The original Cyberpunk rulebook has a simple and nasty system of armour, which is completely broken. In this system your gun does a handful of dice of damage, between 3d6+1 for a good submachine gun to 7d10 for a high quality sniper rifle, and your armour has a stopping power (SP) that ranges from 4 for a leather jacket to about 24 or 30 for full-grade military armour. If the damage you roll exceeds the SP of your armour, you take damage, from which you can subtract your body type modifier (BTM) before you take any actual damage to your body. BTM is usually between 2 and 4, and you can take about 30 hits before you die, but you can only take 8 hits before you start having to make shock checks to stay conscious, and 12 hits before you start making death checks. These checks become progressively harder, and these wound states (in blocks of 4) come with increasing penalties to activity. This means that taking damage is a rapid death spiral, and as soon as you can you buy one of the basic, easily-accessible armour types that makes you immune to low level damage. See the example at the bottom of this post for more details.
The result of this rule is the exact kind of nihilism I decried in a post on cyberpunk some time back, which attracted a lot of negative attention. It also drains out a lot of the sense of tactical battle skills and planning that seems like it should be the essence of a fight in cyberpunk, because highly-protective armour is much more easily accessible than highly-destructive guns: for example, “Motocross Armour” (SP 24) is easy to get, but the most easily accessible gun is the FN-RAL assault rifle (Drew is a proud owner of one of these) which does 6d6+2 damage, not enough to get through the Motocross Armour + BTM, and definitely not enough to penetrate Drew’s Motocross armour + body-weave + BTM (total target: 31). So instead of dashing from cover to cover, worrying about getting hit, Drew can just stand in the middle of the room gunning people down. If she’s up against people with SMGs she can use the same tactic naked (SP12+BTM=target of 15). Under this rule system you don’t need cover, tactics or planning, you just need a good set of motocross armour and a spine of steel (or, in Drew’s case, a complete lack of any sense of self-preservation and a COOL of 9). This rule is also, I suspect, unrealistic: although this blog says that armour has outpaced guns, this highly entertaining youtube video suggests that even a normal pistol firing certain kinds of normal ammunition can go through very effective armour and still do a lot of damage (the hole from the Hungarian bullet at the end looks to me like it must be at least a Mortal-2 category of damage!) Obviously we don’t want to play in a world where the first shot kills us, but as players we want to keep at least some sense of that furtiveness and care that we assume real soldiers must engage in, especially in close-range firefights of the kind we’re regularly caught in, and we don’t want the game to degenerate to a slugfest between heavily-armoured foes at 10m.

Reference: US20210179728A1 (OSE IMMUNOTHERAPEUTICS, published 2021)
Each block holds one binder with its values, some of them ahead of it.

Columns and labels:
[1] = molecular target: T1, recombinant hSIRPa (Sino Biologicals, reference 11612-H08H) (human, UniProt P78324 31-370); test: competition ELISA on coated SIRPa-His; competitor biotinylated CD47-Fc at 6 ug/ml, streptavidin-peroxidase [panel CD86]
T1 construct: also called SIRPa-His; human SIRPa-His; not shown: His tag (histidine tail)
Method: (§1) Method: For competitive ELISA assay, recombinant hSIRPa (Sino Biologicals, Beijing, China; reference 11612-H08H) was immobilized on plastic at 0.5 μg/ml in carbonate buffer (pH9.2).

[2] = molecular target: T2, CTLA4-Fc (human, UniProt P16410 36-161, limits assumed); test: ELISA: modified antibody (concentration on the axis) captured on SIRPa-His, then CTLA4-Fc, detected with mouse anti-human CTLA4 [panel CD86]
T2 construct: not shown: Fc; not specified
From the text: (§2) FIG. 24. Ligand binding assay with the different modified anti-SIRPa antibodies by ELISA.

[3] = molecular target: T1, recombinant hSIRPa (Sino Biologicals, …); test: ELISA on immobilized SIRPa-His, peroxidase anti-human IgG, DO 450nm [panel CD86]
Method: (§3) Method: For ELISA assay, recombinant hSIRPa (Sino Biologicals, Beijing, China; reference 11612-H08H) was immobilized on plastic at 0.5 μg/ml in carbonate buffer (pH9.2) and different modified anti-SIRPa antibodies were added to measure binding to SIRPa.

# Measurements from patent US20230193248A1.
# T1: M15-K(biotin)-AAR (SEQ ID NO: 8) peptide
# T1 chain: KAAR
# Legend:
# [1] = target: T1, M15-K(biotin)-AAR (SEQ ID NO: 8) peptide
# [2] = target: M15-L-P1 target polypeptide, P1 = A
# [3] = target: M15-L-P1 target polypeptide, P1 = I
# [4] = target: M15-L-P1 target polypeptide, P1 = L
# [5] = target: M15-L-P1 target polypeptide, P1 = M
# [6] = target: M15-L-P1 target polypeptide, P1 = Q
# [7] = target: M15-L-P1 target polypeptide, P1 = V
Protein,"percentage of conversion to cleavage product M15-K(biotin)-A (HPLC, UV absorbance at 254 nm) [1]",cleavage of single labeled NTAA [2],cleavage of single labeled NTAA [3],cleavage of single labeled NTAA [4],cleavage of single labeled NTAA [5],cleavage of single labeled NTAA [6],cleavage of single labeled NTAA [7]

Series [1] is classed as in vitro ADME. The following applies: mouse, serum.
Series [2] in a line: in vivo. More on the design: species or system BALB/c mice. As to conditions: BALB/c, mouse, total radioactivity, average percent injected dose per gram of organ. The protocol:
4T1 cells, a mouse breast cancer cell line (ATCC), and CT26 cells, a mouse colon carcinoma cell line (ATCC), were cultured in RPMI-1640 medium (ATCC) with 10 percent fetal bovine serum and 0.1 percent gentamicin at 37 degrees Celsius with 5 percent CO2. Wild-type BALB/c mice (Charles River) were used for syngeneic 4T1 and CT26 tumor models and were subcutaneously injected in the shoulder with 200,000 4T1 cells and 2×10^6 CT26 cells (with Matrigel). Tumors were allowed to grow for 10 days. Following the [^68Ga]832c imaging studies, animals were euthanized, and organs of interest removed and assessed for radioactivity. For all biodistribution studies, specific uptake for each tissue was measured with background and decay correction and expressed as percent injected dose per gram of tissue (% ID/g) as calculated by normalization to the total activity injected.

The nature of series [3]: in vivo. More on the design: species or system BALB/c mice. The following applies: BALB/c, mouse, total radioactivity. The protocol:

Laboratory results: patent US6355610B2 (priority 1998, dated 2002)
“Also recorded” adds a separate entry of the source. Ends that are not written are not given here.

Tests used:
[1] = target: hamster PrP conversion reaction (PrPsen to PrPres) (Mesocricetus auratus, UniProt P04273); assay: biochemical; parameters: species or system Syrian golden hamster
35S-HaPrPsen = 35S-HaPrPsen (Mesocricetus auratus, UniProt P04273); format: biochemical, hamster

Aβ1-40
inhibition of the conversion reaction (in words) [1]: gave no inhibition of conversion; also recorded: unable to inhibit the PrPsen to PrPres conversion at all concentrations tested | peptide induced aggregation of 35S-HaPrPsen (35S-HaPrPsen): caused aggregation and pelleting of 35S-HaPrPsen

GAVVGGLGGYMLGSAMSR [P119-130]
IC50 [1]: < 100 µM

Our house rule, that bullets that don’t penetrate armour still do one point of stun damage, completely changes the dynamic of combat. When someone lays down suppressive fire on a small area you suddenly value cover very highly, because if your dodge/escape check fails you’re looking at 1d6 points of shock damage; you can only sustain this for a few rounds before you’re out for the count. And finding cover makes fights tougher, because moving around and ducking in and out of cover reduces the number of shots you can take and increases your activity penalties. This is why Drew bought her armour-cracking gun …
Drew’s Beautiful New Gun
Realizing that we are usually outnumbered in combat, and with this new rule making force of numbers a dangerous foe, Drew decided to invest in a weapon that can even the odds rapidly. Our street dealer, Coyote, can’t buy really good guns easily (probably because he is so ugly), and so Drew hasn’t been able to get the sniper rifle she keeps asking him for, but he is also very good at modifying existing weapons. So Drew bought herself a cheap, easily-available Nomad 7.62 bolt action rifle, and Coyote modified it to fire electro-thermal (ET) shot. Neither Drew nor I know what this means, but we don’t care: it adds 50% to her damage. This mod can only be applied to non-automatic weapons with caseless ammunition, but it means that Drew now has a 9d6+3 damage rifle with an accuracy of +2 and a six-shot cartridge. The accuracy bonus for this gun means that if she is not moving and focuses on just the one shot she hits the head with a roll of 2 or more on a d10; if she has to perform a second action she hits on a 4 or more. Head shots do double damage after SP and BTM modifiers, which is why in our last session Drew killed 3 men with 5 shots.